As an analogy, spatial summation is like using many shovels to fill up a hole all at once. Temporal summation is like using a single shovel to fill up a hole over time. Both methods work to fill up the whole (the postsynaptic neuron reaches its action potential threshold).
Give named examples of local anaesthetics and explain their clinical uses.
AMIDE CONTAINING (most commonly used):
Lidocaine (lignocaine) – medium-acting, rapid onset
Prilocaine – medium-acting, no vasodilation
Bupivacaine \ Levobupivacaine – long-acting, slow onset
Articaine – short-acting, rapid onset
ESTER CONTAINING (extremely rarely used):
Tetracaine – long-acting, very slow onset
Chloroprocaine – medium-acting
Benzocaine – atypical mechanism of action
What is the mechanism of action of local anaesthetics?
Local anaesthetics work by reversibly blocking voltage-gated Na+ channels
The structure of a local anaesthetic essentially can be split into three regions. What are these 3 regions? What is each regions function?
aromatic; ester or amide bond; basic amine side-chain
AROMATIC REGION determines the solubility and relative hydrophobicity which is important for its passage through membranes.
ESTER/AMIDE BOND determines the duration of action in the body as it is the part of the molecule that is degraded enzymatically and limits the duration of the drugs. Amide bonds tend to be harder to deal with and are metabolised by the liver. Ester bonds can be metabolised by plasma esterases which are found in the plasma.
BASIC AMINE SIDE-CHAIN allows the molecule to become ionised and act as weak bases. It is hence capable of accepting protons. They don’t completely dissociate in water and is dependent on the pH of the solution it is in. This is important as ionised drugs, which are charged, do not pass easily through membranes. If it is protonated it will not readily and easily pass through membranes.
What isthe structure of a peripheral nerve? What is the order of loss of functions when using LA's?
Consists of fibers of different function, diameter and insulation. All can be blocked by LAs, but at different rates
SKELETAL MUSCLE TONE
The probability that a local anaesthetic will block an impulse relies on 5 factors, what are these factors?
1. Diameter of the fiber
– Smaller nerve fibers are blocked more easily than large fibers
2. Myelination status
– Myelinated fibers blocked more easily than unmyelinated
3. Length of nerve exposed to drug
4. Length of time exposed to drug
5. Concentration of drug
What is the general pKa value range for local anaesthetics?
Between 8 and 9
What is the Henderson Hasselbach eqn for a weak base?
pKa - pH = log10 ( [BH+] / [B] )
Explain the onset and duration of action of local anaesthetics. How can the duration of action be increased? What are the risks invovled in increasing the duration?
Many LAs show use-dependence by binding to open (active) or inactive channels related to the frequency of neuronal firing, fast onset in faster firing neurones.
Duration of action is dictated by rate of removal. Factors for this include; blood flow (can be limited by vasoconstrictive agents such as adrenaline or noradrenaline); action of plasma esterases (ester-linked LAs only) and hydrophobicity of the drug.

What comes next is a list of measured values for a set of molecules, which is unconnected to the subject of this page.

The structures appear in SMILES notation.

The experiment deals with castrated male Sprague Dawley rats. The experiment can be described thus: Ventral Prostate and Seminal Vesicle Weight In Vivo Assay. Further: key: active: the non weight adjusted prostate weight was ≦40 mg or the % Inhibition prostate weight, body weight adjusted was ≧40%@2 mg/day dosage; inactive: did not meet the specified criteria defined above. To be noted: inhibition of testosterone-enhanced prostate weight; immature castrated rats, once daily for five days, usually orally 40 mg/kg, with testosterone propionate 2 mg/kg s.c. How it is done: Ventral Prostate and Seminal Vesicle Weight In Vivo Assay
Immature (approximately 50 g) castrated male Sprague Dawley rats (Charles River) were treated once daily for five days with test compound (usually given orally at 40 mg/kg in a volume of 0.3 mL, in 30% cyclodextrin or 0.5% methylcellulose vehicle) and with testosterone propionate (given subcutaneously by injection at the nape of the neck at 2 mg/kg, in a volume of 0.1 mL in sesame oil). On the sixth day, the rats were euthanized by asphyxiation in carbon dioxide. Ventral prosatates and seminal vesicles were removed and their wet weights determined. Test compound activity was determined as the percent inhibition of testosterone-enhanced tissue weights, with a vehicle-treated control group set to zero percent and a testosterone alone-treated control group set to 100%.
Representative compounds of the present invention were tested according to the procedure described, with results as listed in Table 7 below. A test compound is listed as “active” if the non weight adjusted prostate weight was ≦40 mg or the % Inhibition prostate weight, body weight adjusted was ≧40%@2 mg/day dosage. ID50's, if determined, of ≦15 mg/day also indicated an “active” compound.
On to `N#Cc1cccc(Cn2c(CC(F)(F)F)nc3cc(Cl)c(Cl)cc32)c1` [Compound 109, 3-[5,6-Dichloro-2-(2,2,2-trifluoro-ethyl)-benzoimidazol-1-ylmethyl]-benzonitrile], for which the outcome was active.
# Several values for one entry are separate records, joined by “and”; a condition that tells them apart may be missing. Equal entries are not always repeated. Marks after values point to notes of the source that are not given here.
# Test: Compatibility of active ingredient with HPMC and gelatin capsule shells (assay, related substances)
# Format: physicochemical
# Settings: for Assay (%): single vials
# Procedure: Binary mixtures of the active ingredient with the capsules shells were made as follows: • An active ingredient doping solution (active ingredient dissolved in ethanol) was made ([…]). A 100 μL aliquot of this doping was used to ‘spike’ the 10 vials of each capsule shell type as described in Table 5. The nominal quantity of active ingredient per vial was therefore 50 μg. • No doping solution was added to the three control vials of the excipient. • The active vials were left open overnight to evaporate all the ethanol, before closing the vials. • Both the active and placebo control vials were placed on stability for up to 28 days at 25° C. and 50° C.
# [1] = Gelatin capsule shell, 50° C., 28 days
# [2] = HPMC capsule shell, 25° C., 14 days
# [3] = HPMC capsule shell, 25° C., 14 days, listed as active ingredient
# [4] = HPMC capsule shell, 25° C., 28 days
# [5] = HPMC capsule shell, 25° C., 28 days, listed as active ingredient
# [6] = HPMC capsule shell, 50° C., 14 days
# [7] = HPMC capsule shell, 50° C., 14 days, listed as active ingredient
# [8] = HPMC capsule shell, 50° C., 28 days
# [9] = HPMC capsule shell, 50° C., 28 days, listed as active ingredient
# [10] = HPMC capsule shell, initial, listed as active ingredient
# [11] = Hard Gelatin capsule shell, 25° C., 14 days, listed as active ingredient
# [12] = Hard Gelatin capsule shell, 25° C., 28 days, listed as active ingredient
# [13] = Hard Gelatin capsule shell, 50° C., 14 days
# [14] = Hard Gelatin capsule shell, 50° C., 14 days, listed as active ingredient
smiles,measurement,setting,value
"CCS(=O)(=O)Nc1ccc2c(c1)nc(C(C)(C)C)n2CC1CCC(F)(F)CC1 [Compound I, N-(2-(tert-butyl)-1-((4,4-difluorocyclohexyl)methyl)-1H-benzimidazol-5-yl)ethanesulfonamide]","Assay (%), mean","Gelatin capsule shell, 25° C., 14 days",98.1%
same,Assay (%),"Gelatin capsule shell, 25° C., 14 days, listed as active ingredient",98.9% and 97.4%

To increase the duration of action these things can be manipulated. Most local anaesthetics cause vasodilation (except cocaine which causes vasoconstriction and prilocaine which has no vaso effect) and as the duration of action is dictated by rate of removal, decreased blood flow to an area decreases the rate of removal. This can be caused by use of a vasoconstrictive agent such as adrenaline which can increase duration up to 2X as long. This can also decrease bleeding during surgery but increases the risk of ischaemic damage at extremities.
What are the 6 types of routes of administration of LAs? Give examples for each.
- Nose, mouth, bronchial tree, cornea, urinary tract
- Injection into tissues to reach nerve branches / terminals
3. NERVE BLOCK
- Small or large regional block by injection around nerve
4. INTRAVENOUS REGIONAL
- Double-cuff method to contain LA to a limb
5. EXTRADURAL (epidural - particuarly bupivicane)
- Used in thoracic, lumbar and sacral regions
6. SUBARACHNOID (intrathecal)
- Drug injected into the subarachnoid space (CSF)
What is used to now enhance dermal anaesthesia? Describe said drug.
Eutectic Mixture of Local Anaesthetics (EMLA)
It is a mixture of lignocaine and prilocaine in which the melting point is lower than in the individual chemicals allowing it to be applied as a cream
A higher concentration of both chemicals can be used and there is more chance it will get across the skin
What are the dangers and side effects of local anaesthetics?
Unwanted effects from local anaesthesia are caused by entry into the systemic circulation.
CVS - is excitable tissue congaing voltage gated sodium channels
- Disrhythmias, sudden fall in BP, Effects on the heart and the vasculature
CNS - also excitable tissue
- Restlessness, Tremors, Convulsions, Respiratory centre depression, Death